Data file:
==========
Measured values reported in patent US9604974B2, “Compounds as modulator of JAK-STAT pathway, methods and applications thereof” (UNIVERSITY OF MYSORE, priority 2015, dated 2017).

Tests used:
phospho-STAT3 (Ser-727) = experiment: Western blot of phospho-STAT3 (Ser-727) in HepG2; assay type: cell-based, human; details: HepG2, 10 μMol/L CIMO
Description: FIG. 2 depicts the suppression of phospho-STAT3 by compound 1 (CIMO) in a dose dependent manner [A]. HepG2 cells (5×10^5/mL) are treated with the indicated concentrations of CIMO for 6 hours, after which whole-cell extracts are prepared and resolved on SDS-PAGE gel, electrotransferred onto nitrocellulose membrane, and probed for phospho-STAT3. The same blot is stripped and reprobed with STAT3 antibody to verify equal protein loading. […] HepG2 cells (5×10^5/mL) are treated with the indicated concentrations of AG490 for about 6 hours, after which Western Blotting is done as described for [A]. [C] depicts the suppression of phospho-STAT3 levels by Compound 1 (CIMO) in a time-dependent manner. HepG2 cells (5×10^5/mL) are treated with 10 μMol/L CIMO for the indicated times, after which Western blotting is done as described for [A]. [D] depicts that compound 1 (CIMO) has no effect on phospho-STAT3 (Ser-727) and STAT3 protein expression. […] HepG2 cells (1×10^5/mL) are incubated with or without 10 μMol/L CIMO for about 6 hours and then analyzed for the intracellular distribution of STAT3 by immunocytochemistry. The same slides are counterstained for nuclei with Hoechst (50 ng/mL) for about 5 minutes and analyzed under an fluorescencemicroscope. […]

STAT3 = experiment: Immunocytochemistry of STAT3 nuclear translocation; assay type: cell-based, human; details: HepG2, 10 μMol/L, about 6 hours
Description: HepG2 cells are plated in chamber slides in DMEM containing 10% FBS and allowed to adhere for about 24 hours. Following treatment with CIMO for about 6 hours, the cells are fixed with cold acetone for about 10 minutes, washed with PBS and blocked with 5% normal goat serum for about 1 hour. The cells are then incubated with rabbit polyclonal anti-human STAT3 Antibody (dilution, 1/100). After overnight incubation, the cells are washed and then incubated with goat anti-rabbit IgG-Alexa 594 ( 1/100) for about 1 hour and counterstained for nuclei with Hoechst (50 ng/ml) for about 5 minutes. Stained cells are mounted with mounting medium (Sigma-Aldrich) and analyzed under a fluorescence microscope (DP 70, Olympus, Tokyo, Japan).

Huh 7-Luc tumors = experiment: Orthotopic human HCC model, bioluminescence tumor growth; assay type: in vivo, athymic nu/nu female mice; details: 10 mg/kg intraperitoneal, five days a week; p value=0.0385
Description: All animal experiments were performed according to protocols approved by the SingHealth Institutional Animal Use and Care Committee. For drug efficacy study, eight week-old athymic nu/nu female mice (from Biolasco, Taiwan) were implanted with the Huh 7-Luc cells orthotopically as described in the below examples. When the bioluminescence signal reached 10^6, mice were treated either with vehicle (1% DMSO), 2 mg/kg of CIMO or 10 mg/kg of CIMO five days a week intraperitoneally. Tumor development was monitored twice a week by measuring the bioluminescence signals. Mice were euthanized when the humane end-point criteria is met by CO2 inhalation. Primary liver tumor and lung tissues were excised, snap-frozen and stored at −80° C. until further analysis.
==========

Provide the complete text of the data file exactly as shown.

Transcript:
Measured values reported in patent US9604974B2, “Compounds as modulator of JAK-STAT pathway, methods and applications thereof” (UNIVERSITY OF MYSORE, priority 2015, dated 2017).

Tests used:
phospho-STAT3 (Ser-727) = experiment: Western blot of phospho-STAT3 (Ser-727) in HepG2; assay type: cell-based, human; details: HepG2, 10 μMol/L CIMO
Description: FIG. 2 depicts the suppression of phospho-STAT3 by compound 1 (CIMO) in a dose dependent manner [A]. HepG2 cells (5×10^5/mL) are treated with the indicated concentrations of CIMO for 6 hours, after which whole-cell extracts are prepared and resolved on SDS-PAGE gel, electrotransferred onto nitrocellulose membrane, and probed for phospho-STAT3. The same blot is stripped and reprobed with STAT3 antibody to verify equal protein loading. […] HepG2 cells (5×10^5/mL) are treated with the indicated concentrations of AG490 for about 6 hours, after which Western Blotting is done as described for [A]. [C] depicts the suppression of phospho-STAT3 levels by Compound 1 (CIMO) in a time-dependent manner. HepG2 cells (5×10^5/mL) are treated with 10 μMol/L CIMO for the indicated times, after which Western blotting is done as described for [A]. [D] depicts that compound 1 (CIMO) has no effect on phospho-STAT3 (Ser-727) and STAT3 protein expression. […] HepG2 cells (1×10^5/mL) are incubated with or without 10 μMol/L CIMO for about 6 hours and then analyzed for the intracellular distribution of STAT3 by immunocytochemistry. The same slides are counterstained for nuclei with Hoechst (50 ng/mL) for about 5 minutes and analyzed under an fluorescencemicroscope. […]

STAT3 = experiment: Immunocytochemistry of STAT3 nuclear translocation; assay type: cell-based, human; details: HepG2, 10 μMol/L, about 6 hours
Description: HepG2 cells are plated in chamber slides in DMEM containing 10% FBS and allowed to adhere for about 24 hours. Following treatment with CIMO for about 6 hours, the cells are fixed with cold acetone for about 10 minutes, washed with PBS and blocked with 5% normal goat serum for about 1 hour. The cells are then incubated with rabbit polyclonal anti-human STAT3 Antibody (dilution, 1/100). After overnight incubation, the cells are washed and then incubated with goat anti-rabbit IgG-Alexa 594 ( 1/100) for about 1 hour and counterstained for nuclei with Hoechst (50 ng/ml) for about 5 minutes. Stained cells are mounted with mounting medium (Sigma-Aldrich) and analyzed under a fluorescence microscope (DP 70, Olympus, Tokyo, Japan).

Huh 7-Luc tumors = experiment: Orthotopic human HCC model, bioluminescence tumor growth; assay type: in vivo, athymic nu/nu female mice; details: 10 mg/kg intraperitoneal, five days a week; p value=0.0385
Description: All animal experiments were performed according to protocols approved by the SingHealth Institutional Animal Use and Care Committee. For drug efficacy study, eight week-old athymic nu/nu female mice (from Biolasco, Taiwan) were implanted with the Huh 7-Luc cells orthotopically as described in the below examples. When the bioluminescence signal reached 10^6, mice were treated either with vehicle (1% DMSO), 2 mg/kg of CIMO or 10 mg/kg of CIMO five days a week intraperitoneally. Tumor development was monitored twice a week by measuring the bioluminescence signals. Mice were euthanized when the humane end-point criteria is met by CO2 inhalation. Primary liver tumor and lung tissues were excised, snap-frozen and stored at −80° C. until further analysis.